2D Boy co-founder Ron Carmel believes you, the consumer, are forcing PC publishers to rethink and perhaps abolish DRM altogether. The mob is Rome, after all.
Negative fan feedback has already forced BioWare to adapt and then disregard DRM from its games, and put titles like BioShock, Spore and Riddick into the hot-seat for their stringent anti-piracy measures.
"I definitely believe this is all the result of a change in the public perception of DRM, a sort of grass roots uprising," the World of Goo creator told Gamasutra. "Gamers are much more vocal about it than they used to be, perhaps because they are so accustomed to downloading music without too many restrictions."
Brad Wardell, boss of Demigod digital publisher Stardock, agrees: "Spore was the final straw that broke the camel's back. Someone who buys software does not want to be made to feel like a chump for buying it; much of the outcry came from legitimate customers who said that they shouldn't be restricted by DRM, especially since people with pirated versions weren't.
"Yep, Demigod is heavily pirated," he admits on the Stardock blog. "And make no mistake, piracy pisses me off.
"If you’re playing a pirated copy right now, if you’re one of those people on Hamachi or GameRanger playing a pirated copy and have been for more than a few days, then you should either buy it or accept that you’re a thief and quit rationalising it any other way," writes Wardell.
Ron Carmel has been vocal about DRM in the past, calling the protection software a "waste of time" when speaking at GDC recently.
"Publishers aren't stupid. They know that DRM doesn't work against piracy," he told Gamasutra. "What they're trying to do is stop people from going to GameStop to buy USD 50 games for USD 35 - none of which goes into the publishers' pockets. If DRM permits only a few installs, that minimises the number of times a game can be resold."
Carmel said not only does it take time to implement DRM protection, but the developer also has to share revenue with the company that provided it.
"Not only doesn't it work but, ironically, if your game gets cracked, then the person with the cracked version has a better gaming experience than the person with a legit version who has to enter a registration code to play," said Carmel.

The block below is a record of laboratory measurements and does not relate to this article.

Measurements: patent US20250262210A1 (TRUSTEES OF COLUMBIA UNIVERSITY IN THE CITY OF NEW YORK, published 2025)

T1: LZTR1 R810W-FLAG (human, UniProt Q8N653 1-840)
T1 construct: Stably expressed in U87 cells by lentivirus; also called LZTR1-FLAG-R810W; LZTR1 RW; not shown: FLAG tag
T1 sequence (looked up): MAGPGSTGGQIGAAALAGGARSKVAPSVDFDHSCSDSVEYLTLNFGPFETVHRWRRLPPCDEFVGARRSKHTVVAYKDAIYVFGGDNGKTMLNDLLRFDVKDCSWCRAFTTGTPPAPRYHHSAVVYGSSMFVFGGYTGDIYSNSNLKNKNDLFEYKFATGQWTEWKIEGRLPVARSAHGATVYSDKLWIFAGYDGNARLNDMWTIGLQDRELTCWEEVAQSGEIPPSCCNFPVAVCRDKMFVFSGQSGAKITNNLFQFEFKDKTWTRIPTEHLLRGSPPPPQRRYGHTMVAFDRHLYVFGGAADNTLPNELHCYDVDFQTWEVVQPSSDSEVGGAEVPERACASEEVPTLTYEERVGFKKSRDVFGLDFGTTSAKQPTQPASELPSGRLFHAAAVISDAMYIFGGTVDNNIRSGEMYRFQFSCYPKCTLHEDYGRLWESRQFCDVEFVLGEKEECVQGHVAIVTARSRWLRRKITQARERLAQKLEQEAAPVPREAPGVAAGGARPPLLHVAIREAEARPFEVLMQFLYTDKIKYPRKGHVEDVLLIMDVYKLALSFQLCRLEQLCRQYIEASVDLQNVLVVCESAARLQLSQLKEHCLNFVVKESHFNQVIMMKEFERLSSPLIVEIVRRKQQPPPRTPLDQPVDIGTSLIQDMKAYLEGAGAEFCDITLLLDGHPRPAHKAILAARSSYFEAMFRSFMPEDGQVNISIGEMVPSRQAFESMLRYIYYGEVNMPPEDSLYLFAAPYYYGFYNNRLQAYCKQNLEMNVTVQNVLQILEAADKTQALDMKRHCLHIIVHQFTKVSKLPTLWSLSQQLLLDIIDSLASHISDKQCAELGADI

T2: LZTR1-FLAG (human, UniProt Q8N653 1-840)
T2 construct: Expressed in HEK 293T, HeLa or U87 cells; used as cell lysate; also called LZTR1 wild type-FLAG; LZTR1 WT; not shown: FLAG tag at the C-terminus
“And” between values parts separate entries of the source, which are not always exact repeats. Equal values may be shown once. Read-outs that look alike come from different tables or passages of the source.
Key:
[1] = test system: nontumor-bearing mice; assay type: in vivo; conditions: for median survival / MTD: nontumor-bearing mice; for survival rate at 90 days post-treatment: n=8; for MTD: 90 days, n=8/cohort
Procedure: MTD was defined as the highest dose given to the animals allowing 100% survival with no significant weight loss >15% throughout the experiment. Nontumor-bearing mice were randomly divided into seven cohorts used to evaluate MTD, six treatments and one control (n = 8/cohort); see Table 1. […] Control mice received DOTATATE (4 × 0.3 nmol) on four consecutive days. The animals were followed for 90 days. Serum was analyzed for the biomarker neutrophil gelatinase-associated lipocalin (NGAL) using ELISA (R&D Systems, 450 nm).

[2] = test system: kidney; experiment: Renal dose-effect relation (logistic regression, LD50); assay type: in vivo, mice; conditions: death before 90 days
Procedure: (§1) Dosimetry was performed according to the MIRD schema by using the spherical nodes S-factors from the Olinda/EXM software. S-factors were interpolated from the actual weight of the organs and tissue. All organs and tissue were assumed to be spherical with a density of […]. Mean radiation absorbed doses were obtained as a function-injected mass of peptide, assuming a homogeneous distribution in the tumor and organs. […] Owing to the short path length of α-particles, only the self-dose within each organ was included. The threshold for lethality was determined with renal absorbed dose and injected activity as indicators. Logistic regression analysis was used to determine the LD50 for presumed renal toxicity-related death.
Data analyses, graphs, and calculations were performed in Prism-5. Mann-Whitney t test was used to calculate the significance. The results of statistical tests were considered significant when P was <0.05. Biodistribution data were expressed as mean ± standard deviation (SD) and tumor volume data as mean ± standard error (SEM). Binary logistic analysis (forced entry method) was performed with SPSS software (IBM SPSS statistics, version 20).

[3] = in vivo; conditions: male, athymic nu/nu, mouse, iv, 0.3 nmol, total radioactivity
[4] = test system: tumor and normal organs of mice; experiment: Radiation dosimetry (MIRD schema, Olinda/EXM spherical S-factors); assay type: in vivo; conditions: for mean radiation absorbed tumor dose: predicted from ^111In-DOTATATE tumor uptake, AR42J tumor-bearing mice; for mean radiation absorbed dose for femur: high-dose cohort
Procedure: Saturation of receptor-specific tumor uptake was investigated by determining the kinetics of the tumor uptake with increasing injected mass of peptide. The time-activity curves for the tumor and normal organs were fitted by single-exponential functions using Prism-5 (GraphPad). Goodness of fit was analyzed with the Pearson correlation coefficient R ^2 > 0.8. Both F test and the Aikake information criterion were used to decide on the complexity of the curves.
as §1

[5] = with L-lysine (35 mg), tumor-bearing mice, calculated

World of Goo used no DRM and Carmel said fans have written to and congratulated 2D Boy because of it, resulting in an "element of good will" among the community.
"I'm convinced that we lost very few customers because of piracy," he added, even though he found 10-times more people playing World of Goo than had legitimately paid for it.
"People who pirate the game are people who wouldn't have bought it anyway. I don't know anyone who would try to find a cracked version and, if they can't locate one, they say, 'OK, since I can't find it for free, I'm going to go out and buy it.' I just don't think that happens," he said.
Wardell shares the opinion that time spent implementing DRM and tying to stop pirates is time wasted.
"When the focus of energy is put on customers rather than fighting pirates, you end up with more sales. It seems common sense to me," he adds on the Stardock blog.
But not all are against the DRM protection. The Entertainment Software Association's Ric Hirsch believes the software is a "reasonable response" to piracy, and reckons just because some pirates find away around it doesn't mean DRM doesn't work. "No security technology is 100 per cent effective," he said.
A popular solution to piracy is increasing the value of a game through DLC, which is only obtainable by legitimate customers. This is a tactic BioWare will hotly pursue in the future.
Stardock has created its own system called Goo, which ties a game-key to an email account, meaning the registered user can re-install as many times as he or she likes.
Valve has tackled a large portion of piracy by forcing players to launch games through an online Steam account. Furthermore, Valve believes its new set of Steamworks features will soon obsolete DRM altogether.